Tourists who traveled Yosemite National Park from all over the world are wondering what will happen to their vacation. Many have already paid for tours that are cancelled since these gates will let very few people through, until the government starts up again.
The Clark-Moore family from San Jose set up camp for the night Monday, knowing they won't be able to stay for the length of their five day reservation. "Bummer, bummer that our government can't get it together, enough, this is just a recreational thing it interferes with. I think about all the people who have much more serious situations," said Laura Clark-Moore.
All non-essential workers in Yosemite will be furloughed until a new budget is passed in Washington, D.C. Law enforcement and utility crews will still be on-the-clock. Campsites, and places like the Wawona Hotel will also shut down.
Officials say park visitors will be given 48 hours to leave now that Yosemite is closed.
Arnie Benton hopes to camp in the park until Wednesday. "We had breakfast at the Ahwahnee hotel this morning," said Benton of Emeryville. "Our waiter was talking about it, joking that he might be off the next few days depending on how the shutdown shakes out."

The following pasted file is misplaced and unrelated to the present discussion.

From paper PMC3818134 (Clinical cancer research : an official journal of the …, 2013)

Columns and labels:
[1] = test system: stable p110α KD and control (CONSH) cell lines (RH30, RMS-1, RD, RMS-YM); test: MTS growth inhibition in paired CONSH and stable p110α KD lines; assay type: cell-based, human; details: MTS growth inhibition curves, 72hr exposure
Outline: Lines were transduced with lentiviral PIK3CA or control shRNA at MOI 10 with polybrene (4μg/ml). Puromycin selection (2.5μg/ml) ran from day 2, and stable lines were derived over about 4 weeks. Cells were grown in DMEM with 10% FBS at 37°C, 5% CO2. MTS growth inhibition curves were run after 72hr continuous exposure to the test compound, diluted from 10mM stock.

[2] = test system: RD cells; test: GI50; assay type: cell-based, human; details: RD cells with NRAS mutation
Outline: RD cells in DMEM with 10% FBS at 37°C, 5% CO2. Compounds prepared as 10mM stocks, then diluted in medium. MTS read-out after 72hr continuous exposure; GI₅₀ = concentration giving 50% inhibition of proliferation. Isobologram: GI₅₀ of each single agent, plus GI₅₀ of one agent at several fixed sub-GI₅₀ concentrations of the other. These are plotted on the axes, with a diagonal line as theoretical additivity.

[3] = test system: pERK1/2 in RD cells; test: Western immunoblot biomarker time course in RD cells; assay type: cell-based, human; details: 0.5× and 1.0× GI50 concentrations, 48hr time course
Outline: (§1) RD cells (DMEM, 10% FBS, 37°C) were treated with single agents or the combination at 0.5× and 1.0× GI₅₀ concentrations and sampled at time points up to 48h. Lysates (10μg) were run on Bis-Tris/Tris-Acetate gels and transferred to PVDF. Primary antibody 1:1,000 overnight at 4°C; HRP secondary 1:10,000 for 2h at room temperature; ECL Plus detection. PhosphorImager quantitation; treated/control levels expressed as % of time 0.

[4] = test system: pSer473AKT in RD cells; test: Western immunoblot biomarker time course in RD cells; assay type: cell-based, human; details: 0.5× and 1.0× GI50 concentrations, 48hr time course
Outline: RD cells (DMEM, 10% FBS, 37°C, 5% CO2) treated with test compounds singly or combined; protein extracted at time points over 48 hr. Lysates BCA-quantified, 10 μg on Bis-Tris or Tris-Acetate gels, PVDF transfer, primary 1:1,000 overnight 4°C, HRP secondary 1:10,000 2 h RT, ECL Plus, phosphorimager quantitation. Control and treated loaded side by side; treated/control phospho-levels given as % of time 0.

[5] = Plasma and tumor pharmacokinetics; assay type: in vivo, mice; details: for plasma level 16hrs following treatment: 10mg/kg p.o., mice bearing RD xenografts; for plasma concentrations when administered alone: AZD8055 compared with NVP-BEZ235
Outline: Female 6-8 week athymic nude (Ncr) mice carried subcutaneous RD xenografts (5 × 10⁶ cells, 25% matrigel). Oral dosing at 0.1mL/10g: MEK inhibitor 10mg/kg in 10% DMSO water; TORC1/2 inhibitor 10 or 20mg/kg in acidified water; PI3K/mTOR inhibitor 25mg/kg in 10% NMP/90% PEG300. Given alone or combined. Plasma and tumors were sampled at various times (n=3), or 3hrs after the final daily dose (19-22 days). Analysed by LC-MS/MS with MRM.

The closure comes at a slow time for the park. October sees an average of 325,000 visitors, about 9 percent of yearly totals.
Grace and Jerry Bird are visiting the park from Boston, Massachusetts. They're not too worried about losing their $75 tour reservations they're more concerned for international visitors. "I don't know how easy it is to understand how our government can just say I'm sorry we're shutting down," Grace said.
"But it's too bad, because we've run into people from all over the world here in the last day," Jerry added. "For that, if you came all the way from Japan or Germany, that would be a shame."
Signs will soon be posted around the Yosemite Valley to warn visitors they have less than two days to leave. The only people who will be let into the park will be those driving through to another destination.
There may be a chance for tourists to be refunded for their cancelled vacations. Park officials say how that will work is still unclear.